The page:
The evolutionary logic behind disgust is seemingly straightforward, but it does have quirks. Consider the following situations:
• Drinking a glass of spoiled milk.
• Stepping in vomit.
• Being sneezed on.
• Getting a fishing hook stuck in your finger.
• Touching the ashes of a cremated body.
• Using your mouth to inflate a new, unlubricated condom.
• Eating soup stirred with a sterilized flyswatter.
• Eating fudge shaped like dog feces.
Each of these situations typically elicits some degree of disgust, but the first four are qualitatively different from the last four. The first four entail a genuine threat of infection, whereas the last four do not. The last four are disgusting only by association — either perceptual association with a disease-ridden object (the feces-shaped fudge), functional association (the new condom, the sterilized flyswatter), or historical association (the ashes of a cremated body). The boundaries of disgust are readily extended to encompass substances that pose no real threat, because it’s ultimately better to avoid something disease-neutral than to touch or ingest something disease-ridden. Avoiding a disease-neutral object is inconsequential from an evolutionary point of view, but exposure to a disease-ridden object can be a game stopper.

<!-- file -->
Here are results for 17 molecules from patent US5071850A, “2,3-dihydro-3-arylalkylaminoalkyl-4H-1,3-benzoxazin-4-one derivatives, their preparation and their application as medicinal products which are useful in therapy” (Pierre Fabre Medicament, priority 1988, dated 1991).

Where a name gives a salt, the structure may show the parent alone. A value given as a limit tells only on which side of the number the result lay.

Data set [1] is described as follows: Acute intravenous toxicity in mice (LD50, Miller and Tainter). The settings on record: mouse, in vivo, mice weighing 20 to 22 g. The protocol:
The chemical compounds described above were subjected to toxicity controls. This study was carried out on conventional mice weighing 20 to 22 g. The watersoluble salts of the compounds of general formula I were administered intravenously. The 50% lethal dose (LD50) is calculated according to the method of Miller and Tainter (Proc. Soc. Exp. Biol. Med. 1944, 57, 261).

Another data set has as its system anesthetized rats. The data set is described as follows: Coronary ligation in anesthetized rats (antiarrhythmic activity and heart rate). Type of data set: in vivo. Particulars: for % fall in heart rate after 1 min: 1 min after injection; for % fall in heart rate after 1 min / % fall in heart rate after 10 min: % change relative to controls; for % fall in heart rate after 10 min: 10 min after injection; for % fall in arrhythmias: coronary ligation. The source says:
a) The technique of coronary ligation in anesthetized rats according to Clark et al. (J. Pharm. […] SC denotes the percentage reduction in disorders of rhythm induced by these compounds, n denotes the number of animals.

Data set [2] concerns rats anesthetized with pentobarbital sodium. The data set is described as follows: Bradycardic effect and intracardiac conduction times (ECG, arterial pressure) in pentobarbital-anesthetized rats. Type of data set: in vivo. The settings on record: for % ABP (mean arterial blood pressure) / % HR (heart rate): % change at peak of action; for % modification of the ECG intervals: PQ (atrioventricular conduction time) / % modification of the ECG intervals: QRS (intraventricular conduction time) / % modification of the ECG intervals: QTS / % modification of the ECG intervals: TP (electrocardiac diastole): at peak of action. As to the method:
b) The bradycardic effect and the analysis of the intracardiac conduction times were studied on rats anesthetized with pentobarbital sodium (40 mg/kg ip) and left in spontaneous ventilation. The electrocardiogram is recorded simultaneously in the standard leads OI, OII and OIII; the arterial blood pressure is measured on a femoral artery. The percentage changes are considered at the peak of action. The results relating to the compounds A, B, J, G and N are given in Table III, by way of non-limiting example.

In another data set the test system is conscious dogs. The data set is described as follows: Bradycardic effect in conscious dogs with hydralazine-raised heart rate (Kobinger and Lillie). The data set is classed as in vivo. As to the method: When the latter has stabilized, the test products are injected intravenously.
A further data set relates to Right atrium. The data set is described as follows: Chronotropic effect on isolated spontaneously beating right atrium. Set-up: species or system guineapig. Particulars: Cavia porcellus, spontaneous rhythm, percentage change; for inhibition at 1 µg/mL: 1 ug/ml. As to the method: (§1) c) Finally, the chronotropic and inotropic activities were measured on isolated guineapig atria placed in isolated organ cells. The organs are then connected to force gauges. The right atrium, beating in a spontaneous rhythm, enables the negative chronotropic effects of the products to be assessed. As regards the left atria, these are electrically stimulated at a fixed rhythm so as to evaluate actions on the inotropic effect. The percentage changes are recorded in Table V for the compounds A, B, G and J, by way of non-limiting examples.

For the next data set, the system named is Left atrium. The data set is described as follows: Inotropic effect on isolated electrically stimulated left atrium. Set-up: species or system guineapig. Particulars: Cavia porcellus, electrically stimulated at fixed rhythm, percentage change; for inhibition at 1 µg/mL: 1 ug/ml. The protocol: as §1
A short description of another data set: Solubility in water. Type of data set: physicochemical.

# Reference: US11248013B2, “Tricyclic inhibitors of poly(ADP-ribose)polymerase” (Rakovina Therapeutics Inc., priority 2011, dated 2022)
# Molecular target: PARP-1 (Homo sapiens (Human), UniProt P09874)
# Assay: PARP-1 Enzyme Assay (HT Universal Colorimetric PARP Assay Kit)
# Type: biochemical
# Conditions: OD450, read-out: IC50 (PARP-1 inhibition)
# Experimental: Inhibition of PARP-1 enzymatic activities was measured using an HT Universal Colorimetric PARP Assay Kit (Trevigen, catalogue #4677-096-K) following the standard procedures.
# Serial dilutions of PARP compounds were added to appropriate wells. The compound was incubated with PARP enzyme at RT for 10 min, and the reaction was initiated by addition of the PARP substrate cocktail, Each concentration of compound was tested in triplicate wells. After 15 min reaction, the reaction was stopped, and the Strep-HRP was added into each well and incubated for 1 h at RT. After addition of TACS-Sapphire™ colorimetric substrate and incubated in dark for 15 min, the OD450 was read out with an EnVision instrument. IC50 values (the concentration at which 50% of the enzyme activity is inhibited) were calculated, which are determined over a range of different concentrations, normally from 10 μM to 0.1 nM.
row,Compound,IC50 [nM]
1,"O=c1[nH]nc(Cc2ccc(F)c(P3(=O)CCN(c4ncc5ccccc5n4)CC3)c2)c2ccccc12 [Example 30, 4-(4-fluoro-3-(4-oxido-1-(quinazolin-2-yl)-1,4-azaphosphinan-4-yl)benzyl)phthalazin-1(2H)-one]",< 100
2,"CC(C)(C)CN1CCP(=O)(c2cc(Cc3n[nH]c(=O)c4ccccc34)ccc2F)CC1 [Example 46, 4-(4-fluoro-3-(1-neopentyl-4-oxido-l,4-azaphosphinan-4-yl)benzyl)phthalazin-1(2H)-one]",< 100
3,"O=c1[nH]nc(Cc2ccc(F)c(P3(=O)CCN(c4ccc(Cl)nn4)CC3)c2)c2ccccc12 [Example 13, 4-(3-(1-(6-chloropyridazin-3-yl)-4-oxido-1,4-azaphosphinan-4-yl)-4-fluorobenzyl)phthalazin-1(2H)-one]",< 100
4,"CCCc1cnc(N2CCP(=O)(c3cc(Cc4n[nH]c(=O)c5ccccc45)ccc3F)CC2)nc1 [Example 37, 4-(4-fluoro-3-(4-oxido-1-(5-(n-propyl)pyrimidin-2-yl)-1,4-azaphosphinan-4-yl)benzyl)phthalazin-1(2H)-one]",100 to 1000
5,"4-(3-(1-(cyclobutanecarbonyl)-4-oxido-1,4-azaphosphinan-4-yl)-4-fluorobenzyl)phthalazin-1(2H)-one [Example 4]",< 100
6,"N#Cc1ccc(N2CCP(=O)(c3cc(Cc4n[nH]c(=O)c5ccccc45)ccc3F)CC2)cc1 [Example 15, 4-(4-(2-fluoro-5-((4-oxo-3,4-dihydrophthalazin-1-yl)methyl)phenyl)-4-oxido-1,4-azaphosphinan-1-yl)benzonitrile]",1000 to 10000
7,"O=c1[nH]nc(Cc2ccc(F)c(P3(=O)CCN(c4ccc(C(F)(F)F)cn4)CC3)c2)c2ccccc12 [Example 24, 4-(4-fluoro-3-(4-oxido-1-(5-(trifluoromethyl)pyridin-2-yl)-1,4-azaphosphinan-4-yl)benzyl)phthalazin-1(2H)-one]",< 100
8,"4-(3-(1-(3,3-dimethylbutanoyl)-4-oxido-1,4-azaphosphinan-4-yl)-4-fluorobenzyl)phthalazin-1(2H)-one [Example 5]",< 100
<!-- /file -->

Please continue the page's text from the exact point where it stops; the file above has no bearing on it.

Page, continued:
Our hypersensitivity toward the threat of contagion can be seen not just in our contemplation of hypothetical situations but also in our actual behavior. Adults offered a piece of fudge in the shape of dog feces typically refuse to eat it, even though they know perfectly well that the fudge is not contaminated. Adults offered juice stirred with a sterilized cockroach typically refuse to drink it, even though they know perfectly well that the juice has not been contaminated. Likewise, most adults refuse to hold a disc of plastic vomit between their teeth, eat soup out of a brand new bedpan, or eat sugar out of a bowl labeled “cyanide,” even when they themselves affixed the label to the bowl.
Perhaps least rational of all, most adults refuse to eat soup from a bowl they have spit into or drink water from a glass they have spit into, even though they know that each bite of soup or each sip of water will mix with saliva the moment it hits their tongues. None of these activities are physically harmful, but they are still psychologically harmful.
Our tendency to confer disgust by association would be nothing more than a quaint feature of human cognition if it weren’t for our failure to associate disgust with many things that should be disgusting. For centuries, infectious diseases like cholera and smallpox spread like wildfire because humans were not disgusted by cholera-infested water or smallpox-infested blankets. These disease-ridden objects betrayed no sign of their deadly nature, so they spread disease more effectively than basic human-to-human contact. Even today, highly avoidable diseases like chlamydia and HIV still plague humanity because the acts that spread them are associated with pleasure rather than repulsion.
Our evolved capacity to avoid pathogens and parasites—disgust—is thus largely ill informed. On one hand, it’s triggered by sights and sounds merely associated with disease, while on the other, it’s left untriggered by the pathogens and parasites imbued in everyday objects. What disgusts us is not always a threat, and what threatens us is not always disgusting.
This is an extract from Andrew Shtulman's Scienceblind published by Basic Books